The new millenium came and went without so much as a whimper. Our nine-year-old daughter Iris rather enjoyed the cockroach ads that were run well before the event, at a cost I hate to think about. Entertaining but on the redundant side perhaps.

After the non-event, folk from the Y2K Readiness Commission were heard to say there were no problems because of all the preparation work but what of all those countries where zilch was spent with the same result. The world was also gratifyingly free of doomsday cult hysteria over the period, although recent events in Uganda have somewhat blotted the global copybook.

Then came the release of Peter Ellis, the victim of the Christchurch Creche fiasco. The NZ Skeptic predicted a year or so before it all flared up that this country would experience a similar accusation to those plaguing the northern hemisphere — modern day witch hunts with all the fervour and hysteria of the Middle Ages. It is sad for Peter that we were right on this one; eight years gone out of his life.

Then there’s Liam, where things have developed, tragically, as we all expected they would.

Basically, things stumble along much as they always have and always will.

After spending so much time involved in threatened species work, it was interesting to hear recently about work on immunocontraception, which has now reached the stage of field trials with genetically modified carrots. These contain a protein which hopefully fools female possums into believing they’re already pregnant.

It could be a very effective, environmentally safe means of pest control which would mean wonderful times for birds like the yellowhead and parakeets. However, the recent public reaction agains genetic experiments bodes badly for the future, and at the very least guarantees the process will not be a straight-forward one.

We will have to wait and see. It’s ironic that the environmental movement may stand in the way of a technology which could be of huge benefit to the New Zealand environment.

Anyway, we’re on our way home now and will probably be there by the time this hits letterboxes. Speaking of which, be sure to send those dynamic, pithy contributions to Gordonton, and not Tuatapere.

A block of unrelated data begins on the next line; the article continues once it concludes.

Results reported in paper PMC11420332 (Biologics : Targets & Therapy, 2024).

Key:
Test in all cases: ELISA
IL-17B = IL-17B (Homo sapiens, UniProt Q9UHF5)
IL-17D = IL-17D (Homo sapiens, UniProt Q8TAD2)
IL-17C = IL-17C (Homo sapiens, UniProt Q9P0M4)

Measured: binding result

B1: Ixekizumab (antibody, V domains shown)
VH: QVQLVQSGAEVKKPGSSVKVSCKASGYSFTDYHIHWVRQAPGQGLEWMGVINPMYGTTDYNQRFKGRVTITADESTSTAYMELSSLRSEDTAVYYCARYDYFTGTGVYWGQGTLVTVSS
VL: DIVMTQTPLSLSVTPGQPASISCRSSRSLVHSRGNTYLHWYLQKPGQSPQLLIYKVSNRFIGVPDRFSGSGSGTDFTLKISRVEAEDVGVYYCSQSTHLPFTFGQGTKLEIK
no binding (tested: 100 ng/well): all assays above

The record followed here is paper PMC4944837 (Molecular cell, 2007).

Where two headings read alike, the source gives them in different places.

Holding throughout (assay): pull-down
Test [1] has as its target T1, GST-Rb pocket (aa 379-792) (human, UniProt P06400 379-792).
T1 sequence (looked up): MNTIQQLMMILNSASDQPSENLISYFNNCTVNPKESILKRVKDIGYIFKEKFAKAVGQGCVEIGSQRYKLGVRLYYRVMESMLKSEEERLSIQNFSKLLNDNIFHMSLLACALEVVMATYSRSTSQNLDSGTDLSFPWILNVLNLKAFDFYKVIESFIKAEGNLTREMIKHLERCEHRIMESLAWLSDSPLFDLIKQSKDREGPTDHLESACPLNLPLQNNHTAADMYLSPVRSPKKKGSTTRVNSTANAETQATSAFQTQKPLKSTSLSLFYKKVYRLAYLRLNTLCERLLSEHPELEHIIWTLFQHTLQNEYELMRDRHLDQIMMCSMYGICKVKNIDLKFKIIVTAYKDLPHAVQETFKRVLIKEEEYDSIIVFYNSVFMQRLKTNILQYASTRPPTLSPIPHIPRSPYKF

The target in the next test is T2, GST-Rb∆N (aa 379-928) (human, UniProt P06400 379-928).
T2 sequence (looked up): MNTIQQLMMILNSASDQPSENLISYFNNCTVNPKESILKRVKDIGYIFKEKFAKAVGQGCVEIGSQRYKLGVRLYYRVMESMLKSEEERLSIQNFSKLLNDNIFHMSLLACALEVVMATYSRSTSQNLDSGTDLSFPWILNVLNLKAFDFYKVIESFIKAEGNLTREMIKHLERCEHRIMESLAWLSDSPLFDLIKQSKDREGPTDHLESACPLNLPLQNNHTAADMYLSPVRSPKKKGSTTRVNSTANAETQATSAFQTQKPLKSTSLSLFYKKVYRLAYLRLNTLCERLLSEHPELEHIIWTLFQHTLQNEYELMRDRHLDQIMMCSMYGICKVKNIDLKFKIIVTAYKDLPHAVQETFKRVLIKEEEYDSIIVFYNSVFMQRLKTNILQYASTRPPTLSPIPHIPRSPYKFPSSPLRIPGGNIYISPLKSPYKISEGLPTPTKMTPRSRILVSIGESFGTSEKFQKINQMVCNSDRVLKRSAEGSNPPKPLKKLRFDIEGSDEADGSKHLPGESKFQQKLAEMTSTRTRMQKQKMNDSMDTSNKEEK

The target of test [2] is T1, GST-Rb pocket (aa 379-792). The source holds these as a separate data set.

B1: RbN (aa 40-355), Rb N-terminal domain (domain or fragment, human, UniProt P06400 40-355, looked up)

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Parental Rights

It’s my right as a parent to decide what is best for my child. After all, I’m a caring parent who dearly loves her children and would do only what is best for them.

Sounds reasonable? But what if I truly believe I should beat my child. People do. I may want to withhold a life-saving blood transfusion from them. Jehovah Witness parents believe this sincerely. Or I may decide that my child will be better off having quantum-boosted radio waves or happy thoughts beamed at his cancerous growth, rather than nasty chemotherapy.

After all, in commenting on just such a case, the Health and Disability Commissioner has said that parents have the right to choose what treatment is given to their child. I wonder if the commissioner will uphold the rights of people who believe their child’s diabetes will be aided by prayer, rather than by insulin. Somehow I doubt it. Certainly the police aren’t impressed by such arguments – they’ve arrested the parents of one boy who died when prayer failed to cure his cancer.

Yet, in the case of Liam Williams-Holloway, it seemed something was different. Certainly there seemed to be strong public support for a loving, well-intentioned family hounded into hiding by uncaring oncologists. At least this was how the case was presented, for the most part, by the media. I suspect that that had an effect on Robyn Stent’s attitude and probably also on the uncharacteristic silence at the time from the Commissioner for Children.